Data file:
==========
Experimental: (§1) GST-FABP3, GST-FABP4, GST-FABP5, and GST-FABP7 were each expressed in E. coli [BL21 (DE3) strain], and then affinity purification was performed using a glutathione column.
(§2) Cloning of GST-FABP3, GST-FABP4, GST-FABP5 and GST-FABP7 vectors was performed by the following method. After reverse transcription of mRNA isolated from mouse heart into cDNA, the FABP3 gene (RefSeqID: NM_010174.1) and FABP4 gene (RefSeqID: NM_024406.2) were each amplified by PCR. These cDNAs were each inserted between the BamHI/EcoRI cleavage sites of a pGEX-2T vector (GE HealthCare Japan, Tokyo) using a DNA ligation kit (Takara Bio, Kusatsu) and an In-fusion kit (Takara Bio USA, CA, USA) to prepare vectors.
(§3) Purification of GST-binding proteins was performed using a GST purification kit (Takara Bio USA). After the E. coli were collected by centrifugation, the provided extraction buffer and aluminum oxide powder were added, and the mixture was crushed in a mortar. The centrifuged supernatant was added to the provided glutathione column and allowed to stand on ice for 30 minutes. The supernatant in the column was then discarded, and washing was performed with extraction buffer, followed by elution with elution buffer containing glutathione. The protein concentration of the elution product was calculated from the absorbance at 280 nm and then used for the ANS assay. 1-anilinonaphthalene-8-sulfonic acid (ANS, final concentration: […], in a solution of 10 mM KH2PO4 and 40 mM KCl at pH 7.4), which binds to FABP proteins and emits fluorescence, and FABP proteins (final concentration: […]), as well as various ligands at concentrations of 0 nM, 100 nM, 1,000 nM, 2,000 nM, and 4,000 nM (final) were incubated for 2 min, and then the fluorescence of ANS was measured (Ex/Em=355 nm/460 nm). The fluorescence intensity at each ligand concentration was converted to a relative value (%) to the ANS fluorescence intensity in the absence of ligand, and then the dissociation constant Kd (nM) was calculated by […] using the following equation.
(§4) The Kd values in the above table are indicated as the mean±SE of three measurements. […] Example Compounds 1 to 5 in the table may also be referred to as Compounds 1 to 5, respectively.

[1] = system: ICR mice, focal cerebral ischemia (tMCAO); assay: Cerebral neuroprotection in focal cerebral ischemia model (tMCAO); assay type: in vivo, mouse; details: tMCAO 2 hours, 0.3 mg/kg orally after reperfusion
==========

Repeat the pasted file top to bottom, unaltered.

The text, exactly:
Experimental: (§1) GST-FABP3, GST-FABP4, GST-FABP5, and GST-FABP7 were each expressed in E. coli [BL21 (DE3) strain], and then affinity purification was performed using a glutathione column.
(§2) Cloning of GST-FABP3, GST-FABP4, GST-FABP5 and GST-FABP7 vectors was performed by the following method. After reverse transcription of mRNA isolated from mouse heart into cDNA, the FABP3 gene (RefSeqID: NM_010174.1) and FABP4 gene (RefSeqID: NM_024406.2) were each amplified by PCR. These cDNAs were each inserted between the BamHI/EcoRI cleavage sites of a pGEX-2T vector (GE HealthCare Japan, Tokyo) using a DNA ligation kit (Takara Bio, Kusatsu) and an In-fusion kit (Takara Bio USA, CA, USA) to prepare vectors.
(§3) Purification of GST-binding proteins was performed using a GST purification kit (Takara Bio USA). After the E. coli were collected by centrifugation, the provided extraction buffer and aluminum oxide powder were added, and the mixture was crushed in a mortar. The centrifuged supernatant was added to the provided glutathione column and allowed to stand on ice for 30 minutes. The supernatant in the column was then discarded, and washing was performed with extraction buffer, followed by elution with elution buffer containing glutathione. The protein concentration of the elution product was calculated from the absorbance at 280 nm and then used for the ANS assay. 1-anilinonaphthalene-8-sulfonic acid (ANS, final concentration: […], in a solution of 10 mM KH2PO4 and 40 mM KCl at pH 7.4), which binds to FABP proteins and emits fluorescence, and FABP proteins (final concentration: […]), as well as various ligands at concentrations of 0 nM, 100 nM, 1,000 nM, 2,000 nM, and 4,000 nM (final) were incubated for 2 min, and then the fluorescence of ANS was measured (Ex/Em=355 nm/460 nm). The fluorescence intensity at each ligand concentration was converted to a relative value (%) to the ANS fluorescence intensity in the absence of ligand, and then the dissociation constant Kd (nM) was calculated by […] using the following equation.
(§4) The Kd values in the above table are indicated as the mean±SE of three measurements. […] Example Compounds 1 to 5 in the table may also be referred to as Compounds 1 to 5, respectively.

[1] = system: ICR mice, focal cerebral ischemia (tMCAO); assay: Cerebral neuroprotection in focal cerebral ischemia model (tMCAO); assay type: in vivo, mouse; details: tMCAO 2 hours, 0.3 mg/kg orally after reperfusion